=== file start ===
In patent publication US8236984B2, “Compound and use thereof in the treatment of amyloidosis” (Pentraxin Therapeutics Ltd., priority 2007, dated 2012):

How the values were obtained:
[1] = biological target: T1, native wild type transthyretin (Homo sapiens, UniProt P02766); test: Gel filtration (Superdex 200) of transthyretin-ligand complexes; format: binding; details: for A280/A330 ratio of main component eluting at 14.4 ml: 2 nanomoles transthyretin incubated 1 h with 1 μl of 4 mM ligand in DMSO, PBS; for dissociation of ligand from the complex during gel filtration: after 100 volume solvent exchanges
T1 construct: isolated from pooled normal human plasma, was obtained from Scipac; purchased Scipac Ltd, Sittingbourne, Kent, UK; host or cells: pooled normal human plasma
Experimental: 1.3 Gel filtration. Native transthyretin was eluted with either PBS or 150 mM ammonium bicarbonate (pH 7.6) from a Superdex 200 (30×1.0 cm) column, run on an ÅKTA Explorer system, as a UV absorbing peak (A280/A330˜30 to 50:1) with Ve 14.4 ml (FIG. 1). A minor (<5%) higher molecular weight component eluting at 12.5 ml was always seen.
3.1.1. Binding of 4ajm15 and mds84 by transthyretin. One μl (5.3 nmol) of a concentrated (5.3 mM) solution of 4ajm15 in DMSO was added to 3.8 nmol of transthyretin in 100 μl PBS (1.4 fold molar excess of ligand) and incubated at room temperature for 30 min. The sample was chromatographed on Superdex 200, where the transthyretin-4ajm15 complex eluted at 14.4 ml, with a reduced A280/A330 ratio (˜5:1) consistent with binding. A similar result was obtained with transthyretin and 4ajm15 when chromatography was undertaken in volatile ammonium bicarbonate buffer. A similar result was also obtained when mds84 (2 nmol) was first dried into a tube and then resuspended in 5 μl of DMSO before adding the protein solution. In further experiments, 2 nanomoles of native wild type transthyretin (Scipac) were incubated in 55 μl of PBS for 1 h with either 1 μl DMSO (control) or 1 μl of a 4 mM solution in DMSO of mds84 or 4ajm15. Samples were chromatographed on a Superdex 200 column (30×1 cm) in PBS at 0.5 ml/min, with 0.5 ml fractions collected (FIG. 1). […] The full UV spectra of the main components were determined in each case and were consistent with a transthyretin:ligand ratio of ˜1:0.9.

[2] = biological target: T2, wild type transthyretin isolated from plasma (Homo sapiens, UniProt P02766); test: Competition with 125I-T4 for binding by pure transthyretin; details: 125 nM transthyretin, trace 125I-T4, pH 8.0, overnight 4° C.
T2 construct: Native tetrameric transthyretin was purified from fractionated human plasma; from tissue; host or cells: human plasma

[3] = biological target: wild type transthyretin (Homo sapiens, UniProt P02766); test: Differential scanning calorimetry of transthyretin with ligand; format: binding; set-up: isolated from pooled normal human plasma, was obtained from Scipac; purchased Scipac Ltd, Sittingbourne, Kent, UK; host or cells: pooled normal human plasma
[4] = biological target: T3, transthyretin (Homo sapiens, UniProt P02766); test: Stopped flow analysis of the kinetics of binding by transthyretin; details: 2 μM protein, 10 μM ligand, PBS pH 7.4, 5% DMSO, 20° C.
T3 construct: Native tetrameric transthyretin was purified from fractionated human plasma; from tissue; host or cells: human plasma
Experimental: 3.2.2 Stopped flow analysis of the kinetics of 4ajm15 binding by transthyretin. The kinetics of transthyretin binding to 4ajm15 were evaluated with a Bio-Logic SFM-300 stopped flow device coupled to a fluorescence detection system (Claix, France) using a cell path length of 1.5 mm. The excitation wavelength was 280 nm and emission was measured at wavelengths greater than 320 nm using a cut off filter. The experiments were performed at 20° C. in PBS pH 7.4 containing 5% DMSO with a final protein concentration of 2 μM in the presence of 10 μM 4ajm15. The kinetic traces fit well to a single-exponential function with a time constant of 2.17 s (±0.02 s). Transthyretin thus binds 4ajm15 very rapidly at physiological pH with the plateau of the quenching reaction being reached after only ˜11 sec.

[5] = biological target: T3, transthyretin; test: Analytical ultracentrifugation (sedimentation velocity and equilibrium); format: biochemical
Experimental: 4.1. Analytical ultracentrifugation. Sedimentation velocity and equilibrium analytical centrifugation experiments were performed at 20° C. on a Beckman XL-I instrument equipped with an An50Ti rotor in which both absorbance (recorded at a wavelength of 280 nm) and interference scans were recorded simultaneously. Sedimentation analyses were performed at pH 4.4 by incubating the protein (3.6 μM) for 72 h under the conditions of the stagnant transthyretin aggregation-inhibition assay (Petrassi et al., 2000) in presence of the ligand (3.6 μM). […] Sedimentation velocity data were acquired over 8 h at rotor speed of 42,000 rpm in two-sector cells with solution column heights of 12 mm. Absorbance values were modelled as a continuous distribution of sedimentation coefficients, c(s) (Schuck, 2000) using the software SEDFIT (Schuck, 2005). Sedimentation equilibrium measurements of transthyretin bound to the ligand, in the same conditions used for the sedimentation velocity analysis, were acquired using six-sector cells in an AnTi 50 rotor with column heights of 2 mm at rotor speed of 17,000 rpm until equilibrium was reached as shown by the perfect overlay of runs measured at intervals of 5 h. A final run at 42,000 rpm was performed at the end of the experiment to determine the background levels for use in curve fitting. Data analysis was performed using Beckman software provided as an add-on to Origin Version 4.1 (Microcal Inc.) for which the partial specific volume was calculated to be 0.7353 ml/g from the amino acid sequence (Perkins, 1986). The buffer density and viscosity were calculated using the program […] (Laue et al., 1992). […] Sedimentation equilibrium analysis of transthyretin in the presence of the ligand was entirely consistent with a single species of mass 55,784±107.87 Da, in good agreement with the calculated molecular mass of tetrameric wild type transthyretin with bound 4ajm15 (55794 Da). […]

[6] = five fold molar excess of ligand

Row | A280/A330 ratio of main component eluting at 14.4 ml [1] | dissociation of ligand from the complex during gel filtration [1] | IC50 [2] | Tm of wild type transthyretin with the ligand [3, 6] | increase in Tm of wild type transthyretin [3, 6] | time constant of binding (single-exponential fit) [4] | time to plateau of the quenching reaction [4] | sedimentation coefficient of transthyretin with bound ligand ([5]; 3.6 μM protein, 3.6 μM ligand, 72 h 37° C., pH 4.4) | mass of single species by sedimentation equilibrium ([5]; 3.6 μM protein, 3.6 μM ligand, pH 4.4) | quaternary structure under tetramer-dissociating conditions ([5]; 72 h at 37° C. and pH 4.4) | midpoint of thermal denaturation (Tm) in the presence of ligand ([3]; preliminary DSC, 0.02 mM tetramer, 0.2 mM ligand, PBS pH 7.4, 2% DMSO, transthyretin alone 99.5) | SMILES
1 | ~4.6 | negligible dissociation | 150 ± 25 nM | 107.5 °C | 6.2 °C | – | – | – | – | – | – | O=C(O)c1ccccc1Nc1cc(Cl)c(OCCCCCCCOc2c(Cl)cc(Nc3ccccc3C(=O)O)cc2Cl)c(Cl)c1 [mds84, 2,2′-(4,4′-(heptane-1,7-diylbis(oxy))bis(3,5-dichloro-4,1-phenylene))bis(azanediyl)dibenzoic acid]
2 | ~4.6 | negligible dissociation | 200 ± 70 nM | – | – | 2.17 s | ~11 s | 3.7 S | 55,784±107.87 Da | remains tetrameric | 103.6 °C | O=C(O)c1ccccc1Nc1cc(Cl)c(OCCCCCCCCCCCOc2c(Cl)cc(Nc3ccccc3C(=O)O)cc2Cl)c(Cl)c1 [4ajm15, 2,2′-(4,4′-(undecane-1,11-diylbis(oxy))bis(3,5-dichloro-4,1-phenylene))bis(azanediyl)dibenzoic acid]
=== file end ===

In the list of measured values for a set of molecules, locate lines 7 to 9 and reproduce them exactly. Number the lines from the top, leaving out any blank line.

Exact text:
[2] = biological target: T2, wild type transthyretin isolated from plasma (Homo sapiens, UniProt P02766); test: Competition with 125I-T4 for binding by pure transthyretin; details: 125 nM transthyretin, trace 125I-T4, pH 8.0, overnight 4° C.
T2 construct: Native tetrameric transthyretin was purified from fractionated human plasma; from tissue; host or cells: human plasma

[3] = biological target: wild type transthyretin (Homo sapiens, UniProt P02766); test: Differential scanning calorimetry of transthyretin with ligand; format: binding; set-up: isolated from pooled normal human plasma, was obtained from Scipac; purchased Scipac Ltd, Sittingbourne, Kent, UK; host or cells: pooled normal human plasma